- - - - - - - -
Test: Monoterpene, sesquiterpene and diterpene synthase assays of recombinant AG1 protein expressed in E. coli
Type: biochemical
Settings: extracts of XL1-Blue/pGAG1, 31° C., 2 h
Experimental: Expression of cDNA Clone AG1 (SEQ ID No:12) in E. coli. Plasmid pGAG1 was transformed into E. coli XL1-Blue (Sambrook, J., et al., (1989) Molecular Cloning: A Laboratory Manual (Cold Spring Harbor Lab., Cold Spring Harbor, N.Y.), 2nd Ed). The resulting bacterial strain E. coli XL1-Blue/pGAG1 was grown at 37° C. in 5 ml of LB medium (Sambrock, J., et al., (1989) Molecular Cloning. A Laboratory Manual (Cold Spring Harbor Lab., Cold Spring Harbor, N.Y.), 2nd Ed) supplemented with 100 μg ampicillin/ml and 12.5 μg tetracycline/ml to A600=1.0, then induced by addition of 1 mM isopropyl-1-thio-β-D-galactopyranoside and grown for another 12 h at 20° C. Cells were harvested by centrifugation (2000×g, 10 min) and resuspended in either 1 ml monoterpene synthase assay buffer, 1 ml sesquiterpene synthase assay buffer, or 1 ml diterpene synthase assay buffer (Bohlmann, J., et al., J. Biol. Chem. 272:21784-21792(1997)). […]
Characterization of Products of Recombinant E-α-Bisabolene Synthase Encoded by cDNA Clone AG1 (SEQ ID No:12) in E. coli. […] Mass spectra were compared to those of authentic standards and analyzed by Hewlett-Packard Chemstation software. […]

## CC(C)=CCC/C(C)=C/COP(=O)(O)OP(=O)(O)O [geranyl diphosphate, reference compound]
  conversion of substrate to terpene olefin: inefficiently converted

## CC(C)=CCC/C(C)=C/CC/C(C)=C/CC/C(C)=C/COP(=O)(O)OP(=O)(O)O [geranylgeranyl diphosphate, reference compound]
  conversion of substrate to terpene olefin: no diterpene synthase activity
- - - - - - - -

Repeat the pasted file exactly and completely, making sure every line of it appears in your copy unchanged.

Test: Monoterpene, sesquiterpene and diterpene synthase assays of recombinant AG1 protein expressed in E. coli
Type: biochemical
Settings: extracts of XL1-Blue/pGAG1, 31° C., 2 h
Experimental: Expression of cDNA Clone AG1 (SEQ ID No:12) in E. coli. Plasmid pGAG1 was transformed into E. coli XL1-Blue (Sambrook, J., et al., (1989) Molecular Cloning: A Laboratory Manual (Cold Spring Harbor Lab., Cold Spring Harbor, N.Y.), 2nd Ed). The resulting bacterial strain E. coli XL1-Blue/pGAG1 was grown at 37° C. in 5 ml of LB medium (Sambrock, J., et al., (1989) Molecular Cloning. A Laboratory Manual (Cold Spring Harbor Lab., Cold Spring Harbor, N.Y.), 2nd Ed) supplemented with 100 μg ampicillin/ml and 12.5 μg tetracycline/ml to A600=1.0, then induced by addition of 1 mM isopropyl-1-thio-β-D-galactopyranoside and grown for another 12 h at 20° C. Cells were harvested by centrifugation (2000×g, 10 min) and resuspended in either 1 ml monoterpene synthase assay buffer, 1 ml sesquiterpene synthase assay buffer, or 1 ml diterpene synthase assay buffer (Bohlmann, J., et al., J. Biol. Chem. 272:21784-21792(1997)). […]
Characterization of Products of Recombinant E-α-Bisabolene Synthase Encoded by cDNA Clone AG1 (SEQ ID No:12) in E. coli. […] Mass spectra were compared to those of authentic standards and analyzed by Hewlett-Packard Chemstation software. […]

## CC(C)=CCC/C(C)=C/COP(=O)(O)OP(=O)(O)O [geranyl diphosphate, reference compound]
  conversion of substrate to terpene olefin: inefficiently converted

## CC(C)=CCC/C(C)=C/CC/C(C)=C/CC/C(C)=C/COP(=O)(O)OP(=O)(O)O [geranylgeranyl diphosphate, reference compound]
  conversion of substrate to terpene olefin: no diterpene synthase activity